Hi, I’m Pamela Sufi. I live in Oakland, CA on the shores of the fabulous Lake Merritt. Sports fans know Oakland as the home of the Golden State Warriors, Oakland Athletics (A’s), and Oakland Raiders. Tech folks know Oakland as the fourth most expensive rental market in the U.S, thanks to Pandora, Uber, and all the other nearby tech companies in both San Francisco and Silicon Valley. You’ll hear about Oakland in some blog posts as well as my family and friends and even occasionally see pictures of them as I use my real life to illustrate a point I’m trying to make.
My career has been somewhat atypical of modern marketers. Today I work at a Fortune 25 tech giant (hint, hint, think 2001’s HAL) as basically an in-house consultant on how to transform marketing. However, I started off in the world of food, wine, and high end luxury goods, trying to build my agency clients’ brands via public relations (PR). (My girlfriends really liked this part of my career because thank you gifts from my clients came in the form of cases of wine or champagne that they had to help me “get rid of”.)
Slowly, this morphed into working for high tech, eventually landing me at the largest agency in the world at the time, Burson Marsteller. It sounds like a strange transition but recall that high tech consumer electronics and consumer software – especially in the past – often come with really high price points. That’s why branding high tech electronics and consumer-oriented software instead of luxury goods and fine wines wasn’t as big a leap as it sounds.
High tech was interesting and I was good at understanding new technology in a way that didn’t make developers and engineers sneer at the “flack” assigned to promote their products. Eventually, these comfort level led me to shift from exclusively business-to-consumer (B2C) to mostly business-to-business (B2B). I left agency life to build a full-service in-house PR department (partners, customer references, you name it).
This allowed me to work on employee communications, investor relations, and especially acquisitions. Having done so much in these related areas, though, I wanted to do even more and decided to go to school at night and move into more general marketing communications.
The timing was great here because I was able to join the state’s newly consolidated judicial branch and help the explain to internal and external folks how things would be changing now that all the state’s county courts would be managed under the same rules and systems so that justice could be uniform across the state. Talk about marketing transformation!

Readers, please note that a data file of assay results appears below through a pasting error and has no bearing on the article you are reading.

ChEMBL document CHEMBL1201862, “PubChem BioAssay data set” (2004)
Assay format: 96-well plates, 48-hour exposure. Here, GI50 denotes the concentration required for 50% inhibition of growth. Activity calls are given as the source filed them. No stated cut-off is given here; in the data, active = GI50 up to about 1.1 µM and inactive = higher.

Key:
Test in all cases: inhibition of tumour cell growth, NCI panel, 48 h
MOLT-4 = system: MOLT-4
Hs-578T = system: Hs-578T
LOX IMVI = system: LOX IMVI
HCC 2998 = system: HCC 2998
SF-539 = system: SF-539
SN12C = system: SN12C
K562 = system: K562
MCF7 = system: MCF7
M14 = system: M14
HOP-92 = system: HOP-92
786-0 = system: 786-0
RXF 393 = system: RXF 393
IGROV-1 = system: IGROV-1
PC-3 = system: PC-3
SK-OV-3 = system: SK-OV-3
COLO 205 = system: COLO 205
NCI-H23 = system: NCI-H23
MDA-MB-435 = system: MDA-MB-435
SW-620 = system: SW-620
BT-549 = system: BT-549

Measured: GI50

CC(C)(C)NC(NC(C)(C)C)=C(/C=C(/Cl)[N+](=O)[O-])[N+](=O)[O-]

Plus, there were so many different communication needs for the courts that I had the chance to do everything from hosting a satellite TV program highlighting best practices across the state to supporting employee relations for freelance court interpreters. The challenge of communicating such historic changes felt pretty historic sometimes but the people were fantastic and all pulled together to make it happen.
The economy shifted and suddenly high tech was hot again and I jumped back in with both feet, working for fiber optics giants such as JDSU, Linux cluster leaders, and other complex technologies at companies of various sizes and levels of maturity. This let me sink my teeth into many elements of marketing, including sales support, product launches, advertising, lead generation, and even more acquisitions.
I moved back to consumer electronics when I joined Leapfrog – which, just so we’re clear, makes educational electronics products, not toys. The kids in my life still get smarty gifts from here on a regular basis. Personally, I got to dive into the world of product packaging, catalog creation, and all sorts of online and offline marketing. This deep dive eventually led me to join Coremetrics, a marketing analytics firm that sold leading-edge marketing software to leading-edge marketers in retailer, financial, and other vertical markets around the globe.
My job was to build the customer marketing function from scratch. Needless to say, working with these customers and being immersed in the world or marketing software was a wonderfully challenging experience. Eventually Coremetrics was purchased by IBM, though, for a while we were able to stay in our small universe with other leading marketing firms IBM later acquired. Now, I work at corporate headquarters helping IBM transform its marketing.